Individual Case ch 10 due 11/28
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Individual work case solution and post your solutions here. No ppt in collectors for this one. Just process the case in all the preliminary steps up to the formal write-up. Informally discuss the case and answers to case questions here. Each student respond on at least 1 other student’s post for this discussion.
In the fall of 2015, Google unveiled a new organizational structure. Google created a holding company, Alphabet Inc., which offers overall oversight for the disparate collection of businesses the firm owns. The parent company is run by firm founders Larry Page and Sergey Brin and its Chief Financial Officer, Ruth Porat. Alphabet is using a hybrid SBU-divisional structure with the main SBU, Google, housing several core businesses, including its search business, YouTube, Android, and the Chrome operating systems. The businesses in the Google SBU accounted for nearly 90 percent of Alphabet’s $90 billion of revenue in 2016. Other divisions in the structure include Nest, a smart-home project division; Verily, a group working on health care and disease prevention; and GV, the firm’s venture capital arm. The structure also includes an incubator SBU, X, which houses the firm’s secretive “moonshot” projects, including Project Loon, a venture to offer Internet service in the developing world with high-altitude balloons; Project Titan, a drone delivery service; and ventures that are not yet publicly known. The hope is that once projects advance inside X and can stand on their own, they can be moved and become their own divisions, an action that took place with Waymo, Google’s self-driving car project in 2016.
Larry Page, Alphabet’s CEO, says he looked to Warren Buffett’s Berskshire Hathaway as a model for running a large, complex organization. His goal is to allow the different units the freedom to focus on their particular areas. Mr. Page wrote in his blog, “Fundamentally, we believe this allows us more management scale, as we can run things independently that aren’t very related.” The new structure also allows the firm to more effectively control costs in the independent units, resulting in more constrained budgets in these units.
But the transition has not been entirely smooth. From outside, the firm has faced criticism that the new structure simply reinforced the view that it is investing in businesses far from Google’s core markets and into markets for which Alphabet’s core competencies are not well suited. As Brian Wieser, an analyst with Pivotal Research, stated: “just because they break out the data doesn’t mean they’ll stop making investments in things that are so far removed from the core business.” With the Google(x) businesses losing $3.6 billion in 2016, this criticism is unlikely to wane. The firm has also experienced leadership challenges. In the past, the founders, Larry Page and Sergey Brin, its chairman, Eric Schmidt, and Google’s CEO, Sundar Pichal, provided strong leadership to hold it all together. In building all of the operating units, Alphabet needs to develop management talent to run them. This appears to be a work in progress, at best, with one division CEO called “divisive and impulsive” while another has been labeled “mercurial.” The structure also makes it harder to coordinate activities across the different business units. For example, while Google was working to develop its home unit Alexa, Alphabet’s smart-home division, Nest, had signaled its intention to work with Amazon to link its smart-home products with Amazon’s Echo. This raised the potential of Alphabet divisions competing with each other.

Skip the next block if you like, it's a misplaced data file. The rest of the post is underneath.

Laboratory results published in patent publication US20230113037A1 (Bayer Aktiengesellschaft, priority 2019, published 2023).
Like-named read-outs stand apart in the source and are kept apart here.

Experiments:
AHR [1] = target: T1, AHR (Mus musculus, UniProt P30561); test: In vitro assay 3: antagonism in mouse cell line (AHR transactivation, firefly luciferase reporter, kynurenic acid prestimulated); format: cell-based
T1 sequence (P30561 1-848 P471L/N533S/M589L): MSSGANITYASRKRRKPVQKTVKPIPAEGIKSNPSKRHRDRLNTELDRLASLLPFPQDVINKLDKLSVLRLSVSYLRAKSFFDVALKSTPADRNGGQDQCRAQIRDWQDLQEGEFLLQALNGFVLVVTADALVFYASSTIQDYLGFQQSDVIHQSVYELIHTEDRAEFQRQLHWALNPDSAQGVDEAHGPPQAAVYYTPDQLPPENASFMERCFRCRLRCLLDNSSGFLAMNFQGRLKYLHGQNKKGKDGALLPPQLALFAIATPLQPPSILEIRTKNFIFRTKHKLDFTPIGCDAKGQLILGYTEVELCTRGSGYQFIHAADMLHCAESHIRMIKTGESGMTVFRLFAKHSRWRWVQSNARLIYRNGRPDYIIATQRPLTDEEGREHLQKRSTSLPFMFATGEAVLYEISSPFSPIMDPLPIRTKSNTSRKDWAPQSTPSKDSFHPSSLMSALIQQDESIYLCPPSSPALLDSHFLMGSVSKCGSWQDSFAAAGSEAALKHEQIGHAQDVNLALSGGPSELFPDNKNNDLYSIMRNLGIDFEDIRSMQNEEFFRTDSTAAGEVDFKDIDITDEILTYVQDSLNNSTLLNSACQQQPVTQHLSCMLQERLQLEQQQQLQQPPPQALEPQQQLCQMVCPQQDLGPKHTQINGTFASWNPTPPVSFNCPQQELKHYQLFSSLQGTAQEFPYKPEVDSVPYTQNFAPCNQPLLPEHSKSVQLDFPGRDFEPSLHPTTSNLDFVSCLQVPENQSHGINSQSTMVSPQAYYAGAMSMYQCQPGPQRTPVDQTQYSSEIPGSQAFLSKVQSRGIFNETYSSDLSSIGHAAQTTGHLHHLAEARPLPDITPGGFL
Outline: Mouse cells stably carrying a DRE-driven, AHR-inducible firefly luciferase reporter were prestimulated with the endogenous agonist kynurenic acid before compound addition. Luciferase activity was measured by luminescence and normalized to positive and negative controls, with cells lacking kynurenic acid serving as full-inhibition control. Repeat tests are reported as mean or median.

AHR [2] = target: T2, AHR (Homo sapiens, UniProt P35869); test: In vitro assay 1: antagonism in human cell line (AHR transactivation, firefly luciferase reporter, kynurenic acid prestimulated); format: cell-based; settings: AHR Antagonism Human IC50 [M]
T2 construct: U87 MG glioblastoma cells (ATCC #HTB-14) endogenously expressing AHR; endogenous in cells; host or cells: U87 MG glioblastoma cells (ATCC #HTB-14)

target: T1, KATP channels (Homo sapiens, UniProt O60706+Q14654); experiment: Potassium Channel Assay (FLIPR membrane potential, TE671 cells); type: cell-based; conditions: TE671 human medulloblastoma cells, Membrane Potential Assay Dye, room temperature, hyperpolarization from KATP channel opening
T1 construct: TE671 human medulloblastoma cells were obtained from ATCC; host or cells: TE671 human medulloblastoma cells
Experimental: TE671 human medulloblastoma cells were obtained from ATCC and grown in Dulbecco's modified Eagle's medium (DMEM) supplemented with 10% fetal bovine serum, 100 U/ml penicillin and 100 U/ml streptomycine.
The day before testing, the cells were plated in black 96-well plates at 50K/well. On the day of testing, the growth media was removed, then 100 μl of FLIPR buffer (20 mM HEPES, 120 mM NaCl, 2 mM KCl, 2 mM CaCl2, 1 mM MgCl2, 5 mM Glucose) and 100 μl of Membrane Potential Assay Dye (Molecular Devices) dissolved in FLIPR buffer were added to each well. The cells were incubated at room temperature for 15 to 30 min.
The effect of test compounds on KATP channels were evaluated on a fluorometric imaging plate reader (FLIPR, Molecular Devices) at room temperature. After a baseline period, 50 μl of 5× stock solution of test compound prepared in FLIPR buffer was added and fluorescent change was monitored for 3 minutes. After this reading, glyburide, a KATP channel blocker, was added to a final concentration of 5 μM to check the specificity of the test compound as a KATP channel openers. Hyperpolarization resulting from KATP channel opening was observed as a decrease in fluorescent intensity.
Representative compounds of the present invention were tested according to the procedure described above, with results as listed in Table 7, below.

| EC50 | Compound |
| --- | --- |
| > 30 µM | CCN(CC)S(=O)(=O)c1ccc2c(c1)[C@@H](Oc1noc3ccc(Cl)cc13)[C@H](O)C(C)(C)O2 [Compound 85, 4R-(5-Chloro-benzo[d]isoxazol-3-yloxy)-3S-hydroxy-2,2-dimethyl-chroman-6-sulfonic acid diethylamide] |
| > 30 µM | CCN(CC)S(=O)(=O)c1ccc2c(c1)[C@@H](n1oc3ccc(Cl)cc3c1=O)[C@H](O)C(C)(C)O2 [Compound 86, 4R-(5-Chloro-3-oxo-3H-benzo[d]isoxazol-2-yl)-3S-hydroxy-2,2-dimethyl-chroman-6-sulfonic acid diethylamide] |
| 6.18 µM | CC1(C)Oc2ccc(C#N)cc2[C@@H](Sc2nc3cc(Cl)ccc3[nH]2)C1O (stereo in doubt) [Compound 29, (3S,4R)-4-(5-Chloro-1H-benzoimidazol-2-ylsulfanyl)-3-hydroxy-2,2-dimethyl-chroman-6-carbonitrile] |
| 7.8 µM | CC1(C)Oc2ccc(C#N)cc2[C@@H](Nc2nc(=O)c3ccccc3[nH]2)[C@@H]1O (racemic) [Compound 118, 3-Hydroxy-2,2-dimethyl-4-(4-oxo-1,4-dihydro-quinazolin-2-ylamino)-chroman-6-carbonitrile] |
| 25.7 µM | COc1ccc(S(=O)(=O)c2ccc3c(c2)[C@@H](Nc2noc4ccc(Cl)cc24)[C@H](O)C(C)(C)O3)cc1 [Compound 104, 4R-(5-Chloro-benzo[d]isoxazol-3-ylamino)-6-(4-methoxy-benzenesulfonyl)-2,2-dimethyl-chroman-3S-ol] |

What are the benefits and the costs of making this move? What are the long-run risks of this change? Do the benefits outweigh the costs?
Is Alphabet trying to build an ambidextrous organization? Should it be doing so? If yes, what actions can it take to build an ambidextrous firm?
Do these issues raise concerns about Alphabet’s business portfolio? Should the firm stay the course with the businesses it owns, or should it change? If it should change, how should it change?
Barr, A., & Winkler, R. 2015. Google creates parent company called Alphabet in restructuring. wsj.com (Links to an external site.). August 11: np;
Price, R. & Nudelman, M. 2016. Google’s parent company, Alphabet, explained in one chart. businessinsider.com (Links to an external site.). January 12: np;
Hempel, J. 2016. Google’s Alphabet transition has been tougher than A-B-C. wired.com (Links to an external site.). April 1: np; and
Fiegerman, S. 2017. Google’s moonshots lost $1 billion last quarter. money.cnn.com (Links to an external site.). January 27: np.